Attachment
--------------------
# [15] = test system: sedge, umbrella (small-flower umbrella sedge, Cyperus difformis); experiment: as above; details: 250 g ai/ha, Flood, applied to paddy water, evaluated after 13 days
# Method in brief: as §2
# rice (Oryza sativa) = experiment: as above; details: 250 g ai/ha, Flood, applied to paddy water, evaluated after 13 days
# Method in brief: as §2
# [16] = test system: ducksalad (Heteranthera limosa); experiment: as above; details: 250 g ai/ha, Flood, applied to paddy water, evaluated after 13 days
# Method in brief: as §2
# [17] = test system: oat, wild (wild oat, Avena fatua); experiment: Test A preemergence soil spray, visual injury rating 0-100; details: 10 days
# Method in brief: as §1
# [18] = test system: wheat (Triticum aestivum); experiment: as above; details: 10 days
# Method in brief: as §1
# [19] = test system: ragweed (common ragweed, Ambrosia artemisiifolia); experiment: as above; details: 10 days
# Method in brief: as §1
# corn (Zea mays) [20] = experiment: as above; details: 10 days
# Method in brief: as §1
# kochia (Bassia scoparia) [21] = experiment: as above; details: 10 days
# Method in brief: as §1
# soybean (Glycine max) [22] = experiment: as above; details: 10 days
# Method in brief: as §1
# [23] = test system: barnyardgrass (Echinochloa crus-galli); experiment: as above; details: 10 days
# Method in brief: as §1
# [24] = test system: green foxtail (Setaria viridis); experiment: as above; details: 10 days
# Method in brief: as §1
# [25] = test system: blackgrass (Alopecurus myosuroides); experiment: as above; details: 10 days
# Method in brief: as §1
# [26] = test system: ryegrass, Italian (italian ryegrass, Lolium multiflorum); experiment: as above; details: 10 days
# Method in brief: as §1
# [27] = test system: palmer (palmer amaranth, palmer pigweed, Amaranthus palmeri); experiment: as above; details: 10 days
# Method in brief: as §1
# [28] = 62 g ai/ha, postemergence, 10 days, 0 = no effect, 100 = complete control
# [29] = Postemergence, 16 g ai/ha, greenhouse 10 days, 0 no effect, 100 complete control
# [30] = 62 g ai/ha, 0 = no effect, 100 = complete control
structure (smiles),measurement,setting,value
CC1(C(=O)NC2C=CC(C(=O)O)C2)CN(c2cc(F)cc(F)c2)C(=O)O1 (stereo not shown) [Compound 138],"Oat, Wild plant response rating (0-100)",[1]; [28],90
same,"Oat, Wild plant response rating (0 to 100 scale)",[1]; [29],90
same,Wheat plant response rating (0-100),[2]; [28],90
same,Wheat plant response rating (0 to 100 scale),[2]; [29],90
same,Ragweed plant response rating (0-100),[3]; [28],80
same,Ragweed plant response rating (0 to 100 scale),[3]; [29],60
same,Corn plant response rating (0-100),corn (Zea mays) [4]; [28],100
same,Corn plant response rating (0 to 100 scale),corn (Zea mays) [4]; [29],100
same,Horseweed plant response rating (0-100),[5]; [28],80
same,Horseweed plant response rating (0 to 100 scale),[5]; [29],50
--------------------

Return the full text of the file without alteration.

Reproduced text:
# [15] = test system: sedge, umbrella (small-flower umbrella sedge, Cyperus difformis); experiment: as above; details: 250 g ai/ha, Flood, applied to paddy water, evaluated after 13 days
# Method in brief: as §2
# rice (Oryza sativa) = experiment: as above; details: 250 g ai/ha, Flood, applied to paddy water, evaluated after 13 days
# Method in brief: as §2
# [16] = test system: ducksalad (Heteranthera limosa); experiment: as above; details: 250 g ai/ha, Flood, applied to paddy water, evaluated after 13 days
# Method in brief: as §2
# [17] = test system: oat, wild (wild oat, Avena fatua); experiment: Test A preemergence soil spray, visual injury rating 0-100; details: 10 days
# Method in brief: as §1
# [18] = test system: wheat (Triticum aestivum); experiment: as above; details: 10 days
# Method in brief: as §1
# [19] = test system: ragweed (common ragweed, Ambrosia artemisiifolia); experiment: as above; details: 10 days
# Method in brief: as §1
# corn (Zea mays) [20] = experiment: as above; details: 10 days
# Method in brief: as §1
# kochia (Bassia scoparia) [21] = experiment: as above; details: 10 days
# Method in brief: as §1
# soybean (Glycine max) [22] = experiment: as above; details: 10 days
# Method in brief: as §1
# [23] = test system: barnyardgrass (Echinochloa crus-galli); experiment: as above; details: 10 days
# Method in brief: as §1
# [24] = test system: green foxtail (Setaria viridis); experiment: as above; details: 10 days
# Method in brief: as §1
# [25] = test system: blackgrass (Alopecurus myosuroides); experiment: as above; details: 10 days
# Method in brief: as §1
# [26] = test system: ryegrass, Italian (italian ryegrass, Lolium multiflorum); experiment: as above; details: 10 days
# Method in brief: as §1
# [27] = test system: palmer (palmer amaranth, palmer pigweed, Amaranthus palmeri); experiment: as above; details: 10 days
# Method in brief: as §1
# [28] = 62 g ai/ha, postemergence, 10 days, 0 = no effect, 100 = complete control
# [29] = Postemergence, 16 g ai/ha, greenhouse 10 days, 0 no effect, 100 complete control
# [30] = 62 g ai/ha, 0 = no effect, 100 = complete control
structure (smiles),measurement,setting,value
CC1(C(=O)NC2C=CC(C(=O)O)C2)CN(c2cc(F)cc(F)c2)C(=O)O1 (stereo not shown) [Compound 138],"Oat, Wild plant response rating (0-100)",[1]; [28],90
same,"Oat, Wild plant response rating (0 to 100 scale)",[1]; [29],90
same,Wheat plant response rating (0-100),[2]; [28],90
same,Wheat plant response rating (0 to 100 scale),[2]; [29],90
same,Ragweed plant response rating (0-100),[3]; [28],80
same,Ragweed plant response rating (0 to 100 scale),[3]; [29],60
same,Corn plant response rating (0-100),corn (Zea mays) [4]; [28],100
same,Corn plant response rating (0 to 100 scale),corn (Zea mays) [4]; [29],100
same,Horseweed plant response rating (0-100),[5]; [28],80
same,Horseweed plant response rating (0 to 100 scale),[5]; [29],50